A statistical analysis plan will be written prior to conducting any outcome analysis, excluding queries to manage data. The statistical analysis will start after the database is locked. This will be done in two steps when the 6-month and then the 12-month questionnaires are collected.
Data analysis will begin with a description of population characteristics (age, known BRCA mutation, socioeconomic and educational categories). The balance of these characteristics will be checked by allocation group. Missing data will be analyzed by group, by type of questionnaire, and by time (inclusion, sessions, 6 and 12 months). Further description will present the longitudinal analysis of questionnaire scores over the course of 1 year. Differences related to socioeducational and socioeconomic categorical data and scores at inclusion will be analyzed using one-way analysis of variance (ANOVA) or Kruskal-Wallis H test. Overall convergent/divergent analysis between scores, independently of groups and times, will be verified by correlation analysis (Pearson’s or Spearman’s correlation if distributions are abnormal). A correspondences analysis will present the global description of the results and the relationships between questionnaire dimensions.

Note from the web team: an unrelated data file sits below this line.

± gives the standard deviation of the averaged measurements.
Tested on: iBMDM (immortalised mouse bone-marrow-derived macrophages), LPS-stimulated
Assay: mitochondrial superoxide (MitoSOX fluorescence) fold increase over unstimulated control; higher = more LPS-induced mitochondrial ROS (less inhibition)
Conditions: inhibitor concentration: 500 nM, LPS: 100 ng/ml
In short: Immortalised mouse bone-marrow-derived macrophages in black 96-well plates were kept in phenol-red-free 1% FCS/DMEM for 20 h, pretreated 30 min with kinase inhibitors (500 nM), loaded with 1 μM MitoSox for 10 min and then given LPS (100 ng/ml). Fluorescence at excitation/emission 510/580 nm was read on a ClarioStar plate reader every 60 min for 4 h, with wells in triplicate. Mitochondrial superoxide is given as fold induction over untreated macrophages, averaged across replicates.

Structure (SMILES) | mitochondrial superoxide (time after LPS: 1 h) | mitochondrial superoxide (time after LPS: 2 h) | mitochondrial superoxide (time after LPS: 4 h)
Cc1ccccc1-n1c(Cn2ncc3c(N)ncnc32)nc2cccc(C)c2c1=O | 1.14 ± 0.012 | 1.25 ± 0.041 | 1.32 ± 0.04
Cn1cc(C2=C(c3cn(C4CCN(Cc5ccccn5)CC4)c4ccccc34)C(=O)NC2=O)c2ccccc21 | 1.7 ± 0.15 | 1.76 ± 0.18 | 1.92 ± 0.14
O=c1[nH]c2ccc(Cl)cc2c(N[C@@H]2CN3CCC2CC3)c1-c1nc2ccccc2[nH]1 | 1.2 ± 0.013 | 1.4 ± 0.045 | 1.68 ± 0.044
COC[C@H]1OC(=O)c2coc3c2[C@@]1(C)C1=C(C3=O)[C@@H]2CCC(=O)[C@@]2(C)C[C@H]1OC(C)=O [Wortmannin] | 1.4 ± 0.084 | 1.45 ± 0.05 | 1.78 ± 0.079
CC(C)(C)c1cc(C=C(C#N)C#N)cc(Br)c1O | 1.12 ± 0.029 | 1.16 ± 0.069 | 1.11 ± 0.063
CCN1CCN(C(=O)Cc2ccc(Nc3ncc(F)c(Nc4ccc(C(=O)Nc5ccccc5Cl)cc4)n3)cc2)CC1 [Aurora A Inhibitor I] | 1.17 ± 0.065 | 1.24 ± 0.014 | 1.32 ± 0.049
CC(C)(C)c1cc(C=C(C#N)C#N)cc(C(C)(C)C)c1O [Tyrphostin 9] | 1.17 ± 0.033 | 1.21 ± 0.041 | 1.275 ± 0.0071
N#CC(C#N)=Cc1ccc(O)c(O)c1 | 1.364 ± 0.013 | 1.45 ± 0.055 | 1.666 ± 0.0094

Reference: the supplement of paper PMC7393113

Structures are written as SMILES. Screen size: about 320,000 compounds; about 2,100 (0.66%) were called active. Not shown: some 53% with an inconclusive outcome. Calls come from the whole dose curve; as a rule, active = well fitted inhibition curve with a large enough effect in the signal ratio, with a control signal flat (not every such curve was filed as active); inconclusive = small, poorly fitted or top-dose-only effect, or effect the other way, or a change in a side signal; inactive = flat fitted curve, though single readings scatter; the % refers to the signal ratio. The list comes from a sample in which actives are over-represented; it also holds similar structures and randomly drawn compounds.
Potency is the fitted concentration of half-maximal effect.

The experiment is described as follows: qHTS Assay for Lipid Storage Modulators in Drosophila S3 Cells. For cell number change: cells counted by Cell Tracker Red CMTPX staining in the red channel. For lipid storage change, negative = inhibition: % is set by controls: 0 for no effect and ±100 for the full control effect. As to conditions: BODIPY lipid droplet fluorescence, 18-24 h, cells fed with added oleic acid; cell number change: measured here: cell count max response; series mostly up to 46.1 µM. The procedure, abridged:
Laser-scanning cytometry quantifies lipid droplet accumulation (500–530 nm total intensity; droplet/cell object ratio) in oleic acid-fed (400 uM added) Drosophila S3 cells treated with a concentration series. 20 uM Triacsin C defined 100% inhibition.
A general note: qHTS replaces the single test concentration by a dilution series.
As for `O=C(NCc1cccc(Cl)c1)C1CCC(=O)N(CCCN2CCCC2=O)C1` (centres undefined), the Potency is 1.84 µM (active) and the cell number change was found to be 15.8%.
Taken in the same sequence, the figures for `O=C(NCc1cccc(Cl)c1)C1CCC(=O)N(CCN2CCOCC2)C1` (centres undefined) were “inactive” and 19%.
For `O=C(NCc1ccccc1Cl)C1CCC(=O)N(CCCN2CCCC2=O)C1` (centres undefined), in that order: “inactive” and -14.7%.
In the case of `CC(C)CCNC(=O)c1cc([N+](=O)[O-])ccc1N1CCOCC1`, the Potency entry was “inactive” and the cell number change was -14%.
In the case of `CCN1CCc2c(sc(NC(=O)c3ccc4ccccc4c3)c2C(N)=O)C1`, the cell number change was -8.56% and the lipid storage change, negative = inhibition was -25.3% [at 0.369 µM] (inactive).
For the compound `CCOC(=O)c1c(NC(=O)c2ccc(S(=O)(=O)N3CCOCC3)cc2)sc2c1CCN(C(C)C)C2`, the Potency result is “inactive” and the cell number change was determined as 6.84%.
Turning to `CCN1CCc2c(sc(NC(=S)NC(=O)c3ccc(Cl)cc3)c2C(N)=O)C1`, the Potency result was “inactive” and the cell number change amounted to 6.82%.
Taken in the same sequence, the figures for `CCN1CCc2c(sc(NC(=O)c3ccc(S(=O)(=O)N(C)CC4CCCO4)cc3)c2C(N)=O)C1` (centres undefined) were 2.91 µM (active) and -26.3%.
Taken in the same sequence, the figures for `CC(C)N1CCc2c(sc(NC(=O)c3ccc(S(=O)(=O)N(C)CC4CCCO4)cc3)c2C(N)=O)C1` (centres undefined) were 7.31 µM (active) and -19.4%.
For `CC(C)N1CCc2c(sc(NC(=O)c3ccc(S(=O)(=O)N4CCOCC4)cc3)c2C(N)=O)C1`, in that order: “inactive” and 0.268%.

The main endpoint will be tested between allocation groups using individual HHI score variations (change at 6 months from time of inclusion) by Student’s t test or Mann-Whitney U test if normality/homoscedasticity is not achieved. All scores by group will be analyzed longitudinally using two-way ANOVA (mixed model) with either raw scores or their variation from baseline.
The statistical analysis will be performed using SEM software  and R version 3.0.1 software. The SPIRIT checklist, describing correspondances between the protocol and standard issues addressed in clinical trial, is provided as Additional file 1.